Sunday 18 August 2013

2013 Blockbuster Season: Winners and Losers

Seeing as the 2013 blockbuster season is starting to wind down (at least until Catching Fire, Thor: The Dark World and The Hobbit zoom into cinemas this November/December), I thought it was a good opportunity to sit back, assess and deduce which flicks were winners and which were losers.

Give it a read and let me know what you think in the comments section below! Thanks!

Coming soon; reviews of The World's End, White House Down and the 7th edition of 60 Second Film Reviews!


Iron Man 3

If you didn't already know, then here's the news; Iron Man 3 was great. Fantastic. Look up brilliant in the thesaurus, find some more words for Iron Man 3. And, not just was it a great film, but it also made a ton of money. It's raked in $1.2 billion, becoming the fifth biggest film of all time. 

The winning combination of Marvel and Robert Downey Jnr. struck gold, this time adding director Shane Black to the mix with surprisingly effective results. Expectations for Iron Man 3 were low after the stuttering second entry but this one knocked it out of the park - for the third entry into a superhero franchise, this one defies all logic and improves on its predecessors. 

It's no wonder that Marvel have signed RDJ up for another two films - critics and audiences alike love the guy. Roll on Age of Ultron I say; I can't wait to see him don the Iron Man suit once again. 

Fast and Furious 6

2013 has seen The Fast and Furious franchise go from strength to strength; once the ugly step-sister of Rush Hour/Need for Speed that proved better than none the validity of the law of diminishing returns, F&F has undergone a transformation into the not-so-secret guilty pleasure of, well, everyone.

Ridiculously stupid and stupidly ridiculous, Fast and Furious 6 was just one of those films you can't help but grin at. It didn't pretend to be anything more than a gigantic laugh and won audiences over as a result - the film made nearly $800 million worldwide, ensuring that the seventh entry into the series (due next summer) is going to be something of a box-office heavy-weight.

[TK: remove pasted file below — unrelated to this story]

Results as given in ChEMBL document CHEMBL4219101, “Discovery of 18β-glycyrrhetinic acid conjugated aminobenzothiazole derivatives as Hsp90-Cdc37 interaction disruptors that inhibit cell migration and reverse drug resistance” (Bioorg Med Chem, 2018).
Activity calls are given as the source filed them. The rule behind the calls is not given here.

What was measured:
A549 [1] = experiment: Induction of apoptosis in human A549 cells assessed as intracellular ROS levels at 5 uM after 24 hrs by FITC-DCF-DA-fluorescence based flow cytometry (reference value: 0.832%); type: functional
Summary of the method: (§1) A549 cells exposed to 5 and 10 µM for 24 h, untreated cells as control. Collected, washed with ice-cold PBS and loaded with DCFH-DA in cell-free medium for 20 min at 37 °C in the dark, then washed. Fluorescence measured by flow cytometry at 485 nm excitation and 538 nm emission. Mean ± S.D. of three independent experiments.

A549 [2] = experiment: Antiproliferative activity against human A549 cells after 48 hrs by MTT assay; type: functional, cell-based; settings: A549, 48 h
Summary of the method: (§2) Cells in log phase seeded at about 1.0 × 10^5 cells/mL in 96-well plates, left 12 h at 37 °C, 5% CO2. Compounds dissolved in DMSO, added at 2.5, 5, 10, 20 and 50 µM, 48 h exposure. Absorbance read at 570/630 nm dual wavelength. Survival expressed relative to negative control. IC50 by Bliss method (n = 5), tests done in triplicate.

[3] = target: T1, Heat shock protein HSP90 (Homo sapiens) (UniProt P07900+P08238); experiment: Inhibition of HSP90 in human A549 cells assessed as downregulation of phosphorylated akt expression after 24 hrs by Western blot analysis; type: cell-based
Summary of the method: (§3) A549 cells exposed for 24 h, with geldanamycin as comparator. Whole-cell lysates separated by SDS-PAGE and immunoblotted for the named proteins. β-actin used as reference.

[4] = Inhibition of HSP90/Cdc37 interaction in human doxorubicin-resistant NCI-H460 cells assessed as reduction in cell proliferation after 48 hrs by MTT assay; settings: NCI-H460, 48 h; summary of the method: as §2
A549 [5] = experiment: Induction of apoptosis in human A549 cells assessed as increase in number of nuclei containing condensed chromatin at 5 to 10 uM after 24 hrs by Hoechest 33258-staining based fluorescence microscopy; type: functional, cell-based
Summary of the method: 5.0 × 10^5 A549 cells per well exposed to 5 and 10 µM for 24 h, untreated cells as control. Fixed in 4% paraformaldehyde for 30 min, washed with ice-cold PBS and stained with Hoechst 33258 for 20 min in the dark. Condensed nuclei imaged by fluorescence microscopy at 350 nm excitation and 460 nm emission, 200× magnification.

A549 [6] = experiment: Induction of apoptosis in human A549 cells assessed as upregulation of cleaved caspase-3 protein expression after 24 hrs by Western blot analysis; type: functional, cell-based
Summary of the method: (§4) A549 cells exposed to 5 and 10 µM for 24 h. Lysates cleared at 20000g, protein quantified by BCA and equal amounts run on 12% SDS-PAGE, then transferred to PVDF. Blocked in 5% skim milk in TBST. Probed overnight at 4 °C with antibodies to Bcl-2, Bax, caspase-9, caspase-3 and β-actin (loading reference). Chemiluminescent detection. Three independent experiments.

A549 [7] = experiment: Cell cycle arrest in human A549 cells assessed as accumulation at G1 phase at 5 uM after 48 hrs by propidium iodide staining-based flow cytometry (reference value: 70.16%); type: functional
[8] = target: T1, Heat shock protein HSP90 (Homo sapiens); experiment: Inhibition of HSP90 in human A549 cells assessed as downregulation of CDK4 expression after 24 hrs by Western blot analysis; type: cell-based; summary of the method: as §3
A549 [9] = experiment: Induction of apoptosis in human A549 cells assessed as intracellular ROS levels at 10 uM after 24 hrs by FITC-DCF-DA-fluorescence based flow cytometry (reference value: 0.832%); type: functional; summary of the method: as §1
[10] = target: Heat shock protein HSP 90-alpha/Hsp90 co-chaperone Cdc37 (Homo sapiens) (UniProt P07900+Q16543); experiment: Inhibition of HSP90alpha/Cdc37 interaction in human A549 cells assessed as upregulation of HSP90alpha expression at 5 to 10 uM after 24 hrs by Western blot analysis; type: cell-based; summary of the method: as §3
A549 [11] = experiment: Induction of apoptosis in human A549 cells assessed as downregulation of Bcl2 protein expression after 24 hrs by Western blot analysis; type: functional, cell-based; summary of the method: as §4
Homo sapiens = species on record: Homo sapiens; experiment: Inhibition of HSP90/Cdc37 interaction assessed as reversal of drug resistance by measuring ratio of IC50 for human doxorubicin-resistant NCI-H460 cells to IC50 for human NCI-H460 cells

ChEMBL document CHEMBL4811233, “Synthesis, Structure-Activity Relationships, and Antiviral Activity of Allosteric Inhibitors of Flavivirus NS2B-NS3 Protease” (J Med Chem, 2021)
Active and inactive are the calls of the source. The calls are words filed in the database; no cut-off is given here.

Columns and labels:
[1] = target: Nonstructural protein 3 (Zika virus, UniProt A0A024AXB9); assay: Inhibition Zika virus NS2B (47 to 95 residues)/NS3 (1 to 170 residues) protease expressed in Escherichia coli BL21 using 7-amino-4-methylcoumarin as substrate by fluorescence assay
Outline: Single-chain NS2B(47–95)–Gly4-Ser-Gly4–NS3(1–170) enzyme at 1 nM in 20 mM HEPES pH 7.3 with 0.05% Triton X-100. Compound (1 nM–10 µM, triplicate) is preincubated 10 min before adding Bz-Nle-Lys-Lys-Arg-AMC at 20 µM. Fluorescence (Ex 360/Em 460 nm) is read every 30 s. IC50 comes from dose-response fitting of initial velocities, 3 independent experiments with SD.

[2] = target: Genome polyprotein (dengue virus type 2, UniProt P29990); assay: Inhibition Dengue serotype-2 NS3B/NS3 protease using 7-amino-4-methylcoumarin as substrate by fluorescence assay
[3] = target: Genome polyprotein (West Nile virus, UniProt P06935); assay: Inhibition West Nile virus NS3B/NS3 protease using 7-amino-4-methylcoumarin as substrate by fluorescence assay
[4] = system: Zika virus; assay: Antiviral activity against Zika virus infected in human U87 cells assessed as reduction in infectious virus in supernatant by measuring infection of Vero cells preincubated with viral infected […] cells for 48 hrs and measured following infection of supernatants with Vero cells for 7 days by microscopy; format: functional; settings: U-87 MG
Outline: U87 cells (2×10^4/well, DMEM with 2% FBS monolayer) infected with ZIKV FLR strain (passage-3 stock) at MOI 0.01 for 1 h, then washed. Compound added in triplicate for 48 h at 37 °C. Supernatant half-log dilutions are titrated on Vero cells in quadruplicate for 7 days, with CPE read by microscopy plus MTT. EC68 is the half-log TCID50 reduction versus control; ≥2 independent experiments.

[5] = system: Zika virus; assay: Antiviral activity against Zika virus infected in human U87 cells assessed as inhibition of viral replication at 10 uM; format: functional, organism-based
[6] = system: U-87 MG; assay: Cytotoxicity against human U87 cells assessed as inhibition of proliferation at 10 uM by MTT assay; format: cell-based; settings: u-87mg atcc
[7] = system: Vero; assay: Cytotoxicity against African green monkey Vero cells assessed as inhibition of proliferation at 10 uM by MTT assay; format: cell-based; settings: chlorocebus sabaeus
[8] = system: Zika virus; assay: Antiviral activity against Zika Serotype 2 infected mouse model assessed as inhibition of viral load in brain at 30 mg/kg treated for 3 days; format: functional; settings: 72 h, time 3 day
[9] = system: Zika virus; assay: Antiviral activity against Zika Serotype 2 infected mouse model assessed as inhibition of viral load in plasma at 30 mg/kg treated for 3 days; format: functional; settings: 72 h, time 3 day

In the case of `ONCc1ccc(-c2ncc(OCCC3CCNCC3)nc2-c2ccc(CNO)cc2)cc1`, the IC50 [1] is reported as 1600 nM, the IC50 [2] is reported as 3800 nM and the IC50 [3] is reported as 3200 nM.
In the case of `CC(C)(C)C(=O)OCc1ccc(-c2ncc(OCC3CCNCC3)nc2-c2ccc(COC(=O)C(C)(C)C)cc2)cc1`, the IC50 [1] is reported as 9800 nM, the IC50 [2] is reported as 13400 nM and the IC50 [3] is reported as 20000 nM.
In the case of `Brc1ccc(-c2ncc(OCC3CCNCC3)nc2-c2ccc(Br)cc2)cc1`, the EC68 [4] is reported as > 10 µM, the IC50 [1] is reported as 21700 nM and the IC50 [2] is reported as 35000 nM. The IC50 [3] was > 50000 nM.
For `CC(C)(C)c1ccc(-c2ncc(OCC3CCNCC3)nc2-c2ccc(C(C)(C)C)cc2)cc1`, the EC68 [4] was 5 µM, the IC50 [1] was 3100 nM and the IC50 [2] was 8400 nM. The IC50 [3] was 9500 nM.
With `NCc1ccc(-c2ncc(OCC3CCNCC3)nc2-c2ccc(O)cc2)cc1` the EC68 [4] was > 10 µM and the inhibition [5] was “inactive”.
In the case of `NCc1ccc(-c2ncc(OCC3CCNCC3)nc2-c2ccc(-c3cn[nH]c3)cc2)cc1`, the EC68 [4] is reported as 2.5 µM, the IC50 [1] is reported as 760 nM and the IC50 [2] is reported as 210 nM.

Just goes to show, add The Rock to something and you get the results.

The Wolverine

Hugh Jackman with his shirt off? Check. Plenty of "snickt snickt" action? Check. A fresh take on a character that audiences love? Check. Let's face it, The Wolverine was pretty badass.

It may not have burst the box-office (currently at $300 million) but The Wolverine did prove that audiences are still hungry for some feral Hugh Jackman action. With a new director, a new setting, a new cast and a new direction, The Wolverine took me pleasantly by surprise. In my opinion, one of the quieter successes of 2013.

World War Z

Given the complicated production surrounding World War Z, the end result is nothing short of spectacular. Numerous re-writes and re-shoots, Brad Pitt's global zombie thriller seemed doomed to fail.

Despite all this, director Marc Forster managed to extract a half-decent movie from all of this chaos. It might have devitaed more from the source text than fans would have liked, but World War Z did well enough at the box-office (over $500 million) to legitimise the green light for a sequel. All in all, World War Z is one of the biggest winners from this years blockbuster season.

Despicable Me 2

Oh those pesky minions; people just can't get enough of them can they? Trumping Pixar's Monsters University by some way, Despicable Me 2 has raked in a gigantic $752 million since hitting screens in July. Mixing together some crazy minion antics with a likeable lead character (Steve Carell) and some cutesy little kids and Despicable Me 2 has drawn in kids of all ages across the world. The colourful animation and goofy humour has made this one without a doubt one of the biggest winners this year.

So successful is Universal's newest animated heavyweight that the garbled little yellow minions are in fact getting their own feature length film late next year. Not even kidding. Look it up.

The Middle Ground

Star Trek Into Darkness

JJ Abrams' second outing onto the final frontier might not be the most original or loved film (with Star Trek fans that is) from this blockbuster season but it did a great job of carrying on the story and characters from the first film.

Devout fans have taken offence at the retreading of plotlines from the original films but Abrams has succeeded in achieving what the franchise needed; a reintroduction into the generation of today.